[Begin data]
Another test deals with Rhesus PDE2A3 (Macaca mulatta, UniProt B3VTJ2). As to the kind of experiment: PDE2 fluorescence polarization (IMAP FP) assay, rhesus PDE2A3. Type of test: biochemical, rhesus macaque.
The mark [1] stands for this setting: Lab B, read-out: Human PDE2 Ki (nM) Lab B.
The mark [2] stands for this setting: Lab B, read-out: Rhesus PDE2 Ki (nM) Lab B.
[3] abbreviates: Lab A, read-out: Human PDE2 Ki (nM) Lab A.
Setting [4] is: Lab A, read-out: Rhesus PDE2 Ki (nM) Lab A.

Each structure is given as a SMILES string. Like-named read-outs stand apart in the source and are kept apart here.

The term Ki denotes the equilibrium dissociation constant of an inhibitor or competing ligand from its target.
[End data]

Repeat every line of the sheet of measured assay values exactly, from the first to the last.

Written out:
Another test deals with Rhesus PDE2A3 (Macaca mulatta, UniProt B3VTJ2). As to the kind of experiment: PDE2 fluorescence polarization (IMAP FP) assay, rhesus PDE2A3. Type of test: biochemical, rhesus macaque.
The mark [1] stands for this setting: Lab B, read-out: Human PDE2 Ki (nM) Lab B.
The mark [2] stands for this setting: Lab B, read-out: Rhesus PDE2 Ki (nM) Lab B.
[3] abbreviates: Lab A, read-out: Human PDE2 Ki (nM) Lab A.
Setting [4] is: Lab A, read-out: Rhesus PDE2 Ki (nM) Lab A.

Each structure is given as a SMILES string. Like-named read-outs stand apart in the source and are kept apart here.

The term Ki denotes the equilibrium dissociation constant of an inhibitor or competing ligand from its target.